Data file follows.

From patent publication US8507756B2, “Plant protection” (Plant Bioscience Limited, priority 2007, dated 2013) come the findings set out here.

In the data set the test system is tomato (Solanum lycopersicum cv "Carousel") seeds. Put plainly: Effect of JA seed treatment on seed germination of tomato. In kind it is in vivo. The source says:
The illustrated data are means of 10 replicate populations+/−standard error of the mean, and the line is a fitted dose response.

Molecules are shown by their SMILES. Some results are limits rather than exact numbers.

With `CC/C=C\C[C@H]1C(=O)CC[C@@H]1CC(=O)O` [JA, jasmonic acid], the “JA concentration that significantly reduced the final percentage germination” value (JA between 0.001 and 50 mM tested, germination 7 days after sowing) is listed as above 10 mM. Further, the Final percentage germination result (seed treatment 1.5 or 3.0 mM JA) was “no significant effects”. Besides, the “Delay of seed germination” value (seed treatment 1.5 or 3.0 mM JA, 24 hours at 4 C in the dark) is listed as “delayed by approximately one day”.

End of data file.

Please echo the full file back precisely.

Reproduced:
From patent publication US8507756B2, “Plant protection” (Plant Bioscience Limited, priority 2007, dated 2013) come the findings set out here.

In the data set the test system is tomato (Solanum lycopersicum cv "Carousel") seeds. Put plainly: Effect of JA seed treatment on seed germination of tomato. In kind it is in vivo. The source says:
The illustrated data are means of 10 replicate populations+/−standard error of the mean, and the line is a fitted dose response.

Molecules are shown by their SMILES. Some results are limits rather than exact numbers.

With `CC/C=C\C[C@H]1C(=O)CC[C@@H]1CC(=O)O` [JA, jasmonic acid], the “JA concentration that significantly reduced the final percentage germination” value (JA between 0.001 and 50 mM tested, germination 7 days after sowing) is listed as above 10 mM. Further, the Final percentage germination result (seed treatment 1.5 or 3.0 mM JA) was “no significant effects”. Besides, the “Delay of seed germination” value (seed treatment 1.5 or 3.0 mM JA, 24 hours at 4 C in the dark) is listed as “delayed by approximately one day”.